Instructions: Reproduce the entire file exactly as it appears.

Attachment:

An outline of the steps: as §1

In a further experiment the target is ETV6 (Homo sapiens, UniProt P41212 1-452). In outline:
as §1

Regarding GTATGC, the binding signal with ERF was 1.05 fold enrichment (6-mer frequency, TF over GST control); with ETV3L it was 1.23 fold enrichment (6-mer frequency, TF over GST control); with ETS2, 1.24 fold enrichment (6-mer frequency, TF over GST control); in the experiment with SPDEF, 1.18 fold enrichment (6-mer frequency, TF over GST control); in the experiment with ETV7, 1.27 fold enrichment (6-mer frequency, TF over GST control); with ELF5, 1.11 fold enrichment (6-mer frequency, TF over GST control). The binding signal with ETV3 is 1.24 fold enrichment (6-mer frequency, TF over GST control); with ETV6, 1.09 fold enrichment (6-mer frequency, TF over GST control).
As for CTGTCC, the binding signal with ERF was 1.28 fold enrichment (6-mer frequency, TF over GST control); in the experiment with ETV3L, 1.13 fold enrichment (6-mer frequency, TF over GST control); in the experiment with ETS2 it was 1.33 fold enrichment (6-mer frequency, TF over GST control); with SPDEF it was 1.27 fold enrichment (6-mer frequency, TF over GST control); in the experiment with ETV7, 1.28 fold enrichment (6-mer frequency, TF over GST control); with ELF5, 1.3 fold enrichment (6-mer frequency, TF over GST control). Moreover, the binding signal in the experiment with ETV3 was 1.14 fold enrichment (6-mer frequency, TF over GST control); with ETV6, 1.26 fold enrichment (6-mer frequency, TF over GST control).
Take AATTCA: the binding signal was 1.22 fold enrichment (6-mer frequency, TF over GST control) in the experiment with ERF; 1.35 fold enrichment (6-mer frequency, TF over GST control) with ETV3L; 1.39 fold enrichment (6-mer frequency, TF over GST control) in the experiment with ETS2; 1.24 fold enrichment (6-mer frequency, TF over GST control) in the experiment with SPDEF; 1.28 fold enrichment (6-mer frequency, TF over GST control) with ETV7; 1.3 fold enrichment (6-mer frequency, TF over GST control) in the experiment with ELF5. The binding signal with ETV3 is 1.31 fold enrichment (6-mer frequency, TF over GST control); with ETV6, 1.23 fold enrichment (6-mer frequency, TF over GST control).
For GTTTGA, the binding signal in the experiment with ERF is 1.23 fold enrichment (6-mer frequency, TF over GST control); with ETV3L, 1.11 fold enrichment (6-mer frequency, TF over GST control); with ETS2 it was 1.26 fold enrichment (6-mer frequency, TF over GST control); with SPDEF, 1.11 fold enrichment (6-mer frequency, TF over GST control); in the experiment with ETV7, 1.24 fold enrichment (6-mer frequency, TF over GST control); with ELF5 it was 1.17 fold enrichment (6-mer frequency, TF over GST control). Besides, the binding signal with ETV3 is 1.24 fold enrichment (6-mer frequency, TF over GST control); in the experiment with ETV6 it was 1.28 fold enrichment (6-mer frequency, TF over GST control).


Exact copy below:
An outline of the steps: as §1

In a further experiment the target is ETV6 (Homo sapiens, UniProt P41212 1-452). In outline:
as §1

Regarding GTATGC, the binding signal with ERF was 1.05 fold enrichment (6-mer frequency, TF over GST control); with ETV3L it was 1.23 fold enrichment (6-mer frequency, TF over GST control); with ETS2, 1.24 fold enrichment (6-mer frequency, TF over GST control); in the experiment with SPDEF, 1.18 fold enrichment (6-mer frequency, TF over GST control); in the experiment with ETV7, 1.27 fold enrichment (6-mer frequency, TF over GST control); with ELF5, 1.11 fold enrichment (6-mer frequency, TF over GST control). The binding signal with ETV3 is 1.24 fold enrichment (6-mer frequency, TF over GST control); with ETV6, 1.09 fold enrichment (6-mer frequency, TF over GST control).
As for CTGTCC, the binding signal with ERF was 1.28 fold enrichment (6-mer frequency, TF over GST control); in the experiment with ETV3L, 1.13 fold enrichment (6-mer frequency, TF over GST control); in the experiment with ETS2 it was 1.33 fold enrichment (6-mer frequency, TF over GST control); with SPDEF it was 1.27 fold enrichment (6-mer frequency, TF over GST control); in the experiment with ETV7, 1.28 fold enrichment (6-mer frequency, TF over GST control); with ELF5, 1.3 fold enrichment (6-mer frequency, TF over GST control). Moreover, the binding signal in the experiment with ETV3 was 1.14 fold enrichment (6-mer frequency, TF over GST control); with ETV6, 1.26 fold enrichment (6-mer frequency, TF over GST control).
Take AATTCA: the binding signal was 1.22 fold enrichment (6-mer frequency, TF over GST control) in the experiment with ERF; 1.35 fold enrichment (6-mer frequency, TF over GST control) with ETV3L; 1.39 fold enrichment (6-mer frequency, TF over GST control) in the experiment with ETS2; 1.24 fold enrichment (6-mer frequency, TF over GST control) in the experiment with SPDEF; 1.28 fold enrichment (6-mer frequency, TF over GST control) with ETV7; 1.3 fold enrichment (6-mer frequency, TF over GST control) in the experiment with ELF5. The binding signal with ETV3 is 1.31 fold enrichment (6-mer frequency, TF over GST control); with ETV6, 1.23 fold enrichment (6-mer frequency, TF over GST control).
For GTTTGA, the binding signal in the experiment with ERF is 1.23 fold enrichment (6-mer frequency, TF over GST control); with ETV3L, 1.11 fold enrichment (6-mer frequency, TF over GST control); with ETS2 it was 1.26 fold enrichment (6-mer frequency, TF over GST control); with SPDEF, 1.11 fold enrichment (6-mer frequency, TF over GST control); in the experiment with ETV7, 1.24 fold enrichment (6-mer frequency, TF over GST control); with ELF5 it was 1.17 fold enrichment (6-mer frequency, TF over GST control). Besides, the binding signal with ETV3 is 1.24 fold enrichment (6-mer frequency, TF over GST control); in the experiment with ETV6 it was 1.28 fold enrichment (6-mer frequency, TF over GST control).